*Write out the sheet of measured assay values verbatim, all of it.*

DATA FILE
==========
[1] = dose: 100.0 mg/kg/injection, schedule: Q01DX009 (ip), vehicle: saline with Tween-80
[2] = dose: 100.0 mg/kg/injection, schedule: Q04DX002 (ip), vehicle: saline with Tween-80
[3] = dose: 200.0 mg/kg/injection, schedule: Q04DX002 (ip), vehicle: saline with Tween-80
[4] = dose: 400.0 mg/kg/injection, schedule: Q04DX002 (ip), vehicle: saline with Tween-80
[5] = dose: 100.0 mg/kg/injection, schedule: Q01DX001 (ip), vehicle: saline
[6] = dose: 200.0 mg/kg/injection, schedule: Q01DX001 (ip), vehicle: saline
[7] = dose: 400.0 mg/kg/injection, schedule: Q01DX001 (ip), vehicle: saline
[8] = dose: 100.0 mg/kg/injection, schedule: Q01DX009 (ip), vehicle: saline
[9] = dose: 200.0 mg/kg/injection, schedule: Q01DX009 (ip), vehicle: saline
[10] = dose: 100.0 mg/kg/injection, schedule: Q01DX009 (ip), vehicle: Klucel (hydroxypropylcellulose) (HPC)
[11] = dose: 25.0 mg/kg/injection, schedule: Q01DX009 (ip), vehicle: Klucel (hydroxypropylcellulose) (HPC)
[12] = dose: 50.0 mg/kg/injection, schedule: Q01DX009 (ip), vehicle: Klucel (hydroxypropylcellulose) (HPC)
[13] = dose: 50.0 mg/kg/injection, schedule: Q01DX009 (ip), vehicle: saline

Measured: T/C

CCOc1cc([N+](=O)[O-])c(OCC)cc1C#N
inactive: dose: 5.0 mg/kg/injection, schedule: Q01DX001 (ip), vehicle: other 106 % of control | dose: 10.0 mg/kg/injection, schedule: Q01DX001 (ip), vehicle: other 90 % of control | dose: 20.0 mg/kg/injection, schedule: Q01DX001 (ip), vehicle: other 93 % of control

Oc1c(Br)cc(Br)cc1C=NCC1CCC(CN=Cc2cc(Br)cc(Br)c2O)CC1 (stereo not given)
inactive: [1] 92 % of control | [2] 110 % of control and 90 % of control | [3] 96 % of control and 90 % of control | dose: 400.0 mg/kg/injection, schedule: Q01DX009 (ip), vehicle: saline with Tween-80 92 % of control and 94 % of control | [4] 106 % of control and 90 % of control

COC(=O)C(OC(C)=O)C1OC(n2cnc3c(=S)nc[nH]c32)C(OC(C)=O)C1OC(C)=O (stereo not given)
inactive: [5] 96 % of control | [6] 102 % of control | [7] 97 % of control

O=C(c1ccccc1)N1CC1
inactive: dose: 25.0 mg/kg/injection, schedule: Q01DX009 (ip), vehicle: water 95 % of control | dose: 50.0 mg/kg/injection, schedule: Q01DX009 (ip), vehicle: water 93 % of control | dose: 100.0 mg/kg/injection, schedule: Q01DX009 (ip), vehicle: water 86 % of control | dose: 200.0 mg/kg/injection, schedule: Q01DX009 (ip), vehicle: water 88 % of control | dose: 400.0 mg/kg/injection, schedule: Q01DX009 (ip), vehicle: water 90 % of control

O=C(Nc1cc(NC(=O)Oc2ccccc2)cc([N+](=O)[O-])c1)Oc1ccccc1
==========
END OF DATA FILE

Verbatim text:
[1] = dose: 100.0 mg/kg/injection, schedule: Q01DX009 (ip), vehicle: saline with Tween-80
[2] = dose: 100.0 mg/kg/injection, schedule: Q04DX002 (ip), vehicle: saline with Tween-80
[3] = dose: 200.0 mg/kg/injection, schedule: Q04DX002 (ip), vehicle: saline with Tween-80
[4] = dose: 400.0 mg/kg/injection, schedule: Q04DX002 (ip), vehicle: saline with Tween-80
[5] = dose: 100.0 mg/kg/injection, schedule: Q01DX001 (ip), vehicle: saline
[6] = dose: 200.0 mg/kg/injection, schedule: Q01DX001 (ip), vehicle: saline
[7] = dose: 400.0 mg/kg/injection, schedule: Q01DX001 (ip), vehicle: saline
[8] = dose: 100.0 mg/kg/injection, schedule: Q01DX009 (ip), vehicle: saline
[9] = dose: 200.0 mg/kg/injection, schedule: Q01DX009 (ip), vehicle: saline
[10] = dose: 100.0 mg/kg/injection, schedule: Q01DX009 (ip), vehicle: Klucel (hydroxypropylcellulose) (HPC)
[11] = dose: 25.0 mg/kg/injection, schedule: Q01DX009 (ip), vehicle: Klucel (hydroxypropylcellulose) (HPC)
[12] = dose: 50.0 mg/kg/injection, schedule: Q01DX009 (ip), vehicle: Klucel (hydroxypropylcellulose) (HPC)
[13] = dose: 50.0 mg/kg/injection, schedule: Q01DX009 (ip), vehicle: saline

Measured: T/C

CCOc1cc([N+](=O)[O-])c(OCC)cc1C#N
inactive: dose: 5.0 mg/kg/injection, schedule: Q01DX001 (ip), vehicle: other 106 % of control | dose: 10.0 mg/kg/injection, schedule: Q01DX001 (ip), vehicle: other 90 % of control | dose: 20.0 mg/kg/injection, schedule: Q01DX001 (ip), vehicle: other 93 % of control

Oc1c(Br)cc(Br)cc1C=NCC1CCC(CN=Cc2cc(Br)cc(Br)c2O)CC1 (stereo not given)
inactive: [1] 92 % of control | [2] 110 % of control and 90 % of control | [3] 96 % of control and 90 % of control | dose: 400.0 mg/kg/injection, schedule: Q01DX009 (ip), vehicle: saline with Tween-80 92 % of control and 94 % of control | [4] 106 % of control and 90 % of control

COC(=O)C(OC(C)=O)C1OC(n2cnc3c(=S)nc[nH]c32)C(OC(C)=O)C1OC(C)=O (stereo not given)
inactive: [5] 96 % of control | [6] 102 % of control | [7] 97 % of control

O=C(c1ccccc1)N1CC1
inactive: dose: 25.0 mg/kg/injection, schedule: Q01DX009 (ip), vehicle: water 95 % of control | dose: 50.0 mg/kg/injection, schedule: Q01DX009 (ip), vehicle: water 93 % of control | dose: 100.0 mg/kg/injection, schedule: Q01DX009 (ip), vehicle: water 86 % of control | dose: 200.0 mg/kg/injection, schedule: Q01DX009 (ip), vehicle: water 88 % of control | dose: 400.0 mg/kg/injection, schedule: Q01DX009 (ip), vehicle: water 90 % of control

O=C(Nc1cc(NC(=O)Oc2ccccc2)cc([N+](=O)[O-])c1)Oc1ccccc1